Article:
Stunning blue-gray fur is only the beginning: The Korat cat is considered to be a living good luck charm in it's native Thailand. Whether you're in search of good fortune or if you're simply hoping to grace your home with a loving, intelligent cat, the Korat may be the perfect pet! This is among the rarest of all cat breeds, so you’ll certainly count yourself fortunate when you find the perfect Korat kitten to spoil.

Korat cats are closely related to Siamese, and share some of their cousin's most endearing personality traits. These kitties love attention, and they enjoy being involved in every aspect of household management: Whether you're fixing lunch, cleaning up after dinner, folding laundry, or catching up on your favorite show, the Korat cat will be on hand to offer advice and a helping paw.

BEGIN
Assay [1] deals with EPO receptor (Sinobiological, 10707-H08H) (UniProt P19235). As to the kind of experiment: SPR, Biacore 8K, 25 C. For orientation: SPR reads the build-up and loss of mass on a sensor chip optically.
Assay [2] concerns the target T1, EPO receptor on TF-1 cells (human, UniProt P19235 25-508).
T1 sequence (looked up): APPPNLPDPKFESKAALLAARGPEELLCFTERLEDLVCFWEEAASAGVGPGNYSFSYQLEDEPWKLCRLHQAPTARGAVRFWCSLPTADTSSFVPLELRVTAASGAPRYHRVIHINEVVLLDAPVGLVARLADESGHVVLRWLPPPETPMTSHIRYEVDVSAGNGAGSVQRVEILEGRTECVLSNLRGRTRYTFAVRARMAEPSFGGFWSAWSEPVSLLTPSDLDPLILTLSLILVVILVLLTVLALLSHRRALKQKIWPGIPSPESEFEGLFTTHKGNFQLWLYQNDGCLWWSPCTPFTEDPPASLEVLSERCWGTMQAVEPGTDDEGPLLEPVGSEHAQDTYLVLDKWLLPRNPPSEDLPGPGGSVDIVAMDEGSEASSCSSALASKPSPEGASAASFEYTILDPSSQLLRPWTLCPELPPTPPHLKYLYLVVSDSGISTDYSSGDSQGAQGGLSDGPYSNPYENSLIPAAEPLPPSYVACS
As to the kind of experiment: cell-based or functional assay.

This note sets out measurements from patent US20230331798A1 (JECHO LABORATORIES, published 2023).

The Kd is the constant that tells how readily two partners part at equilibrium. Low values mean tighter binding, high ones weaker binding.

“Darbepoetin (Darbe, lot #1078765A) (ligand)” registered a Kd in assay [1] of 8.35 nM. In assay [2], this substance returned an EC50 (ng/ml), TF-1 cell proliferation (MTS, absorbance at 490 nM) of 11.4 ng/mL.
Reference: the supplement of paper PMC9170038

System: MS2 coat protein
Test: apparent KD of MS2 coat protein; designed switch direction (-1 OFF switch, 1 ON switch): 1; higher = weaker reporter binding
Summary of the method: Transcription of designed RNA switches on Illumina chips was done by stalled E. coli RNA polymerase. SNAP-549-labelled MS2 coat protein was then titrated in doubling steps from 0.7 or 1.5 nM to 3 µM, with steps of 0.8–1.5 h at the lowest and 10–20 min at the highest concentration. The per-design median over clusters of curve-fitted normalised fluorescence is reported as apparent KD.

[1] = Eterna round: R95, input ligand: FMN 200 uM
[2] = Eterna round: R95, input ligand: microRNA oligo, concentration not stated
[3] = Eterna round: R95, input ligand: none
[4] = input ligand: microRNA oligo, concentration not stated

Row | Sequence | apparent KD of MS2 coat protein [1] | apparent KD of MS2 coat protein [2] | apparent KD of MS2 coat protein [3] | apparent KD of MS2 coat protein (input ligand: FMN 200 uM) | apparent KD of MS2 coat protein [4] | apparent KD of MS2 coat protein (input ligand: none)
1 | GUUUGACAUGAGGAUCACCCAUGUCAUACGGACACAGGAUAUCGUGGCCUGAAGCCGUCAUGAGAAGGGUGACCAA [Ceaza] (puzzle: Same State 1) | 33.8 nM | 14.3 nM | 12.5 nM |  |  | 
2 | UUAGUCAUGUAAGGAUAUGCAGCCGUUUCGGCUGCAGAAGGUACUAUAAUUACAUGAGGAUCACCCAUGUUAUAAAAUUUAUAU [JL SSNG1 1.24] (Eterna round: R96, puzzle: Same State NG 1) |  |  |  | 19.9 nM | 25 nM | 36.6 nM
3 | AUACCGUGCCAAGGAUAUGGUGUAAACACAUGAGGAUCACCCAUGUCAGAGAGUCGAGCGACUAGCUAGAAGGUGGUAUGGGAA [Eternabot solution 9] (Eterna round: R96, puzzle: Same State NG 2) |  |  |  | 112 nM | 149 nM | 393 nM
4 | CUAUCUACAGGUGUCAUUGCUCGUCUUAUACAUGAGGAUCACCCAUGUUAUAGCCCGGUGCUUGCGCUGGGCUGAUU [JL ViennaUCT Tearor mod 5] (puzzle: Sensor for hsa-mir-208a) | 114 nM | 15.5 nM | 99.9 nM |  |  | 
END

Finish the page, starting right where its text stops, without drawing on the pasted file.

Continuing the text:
A little less chatty than the Siamese, the Korat might greet you a chirping meow or give you an insistent tap when you aren't offering quite enough attention.

Playful and friendly, Korat cats tend to get along well with everyone including kids, other cats, and well behaved dogs. Fun and games make this cat's world go round, and the more you interact, the happier your relationship will be. Once playtime is over, the Korat cat will eagerly snuggle up next to you.

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About the Korat Cat
Korat Cat Care










Korat cats have no special nutritional needs, however they thrive on a high-protein diet without a lot of added carbs. These cats look and feel their best when high-quality food with real meat or real fish as the first ingredient is the mainstay of their diet. If you are able, consider offering your cat a fresh diet.

Korat cats have short, easy-care fur that doesn't require much attention from their human companions. Consider brushing your cat once a week to remove loose hair and reduce shedding, and follow up with a quick polish using a chamois or a silk scarf to bring out the shine in their gorgeous gray coat.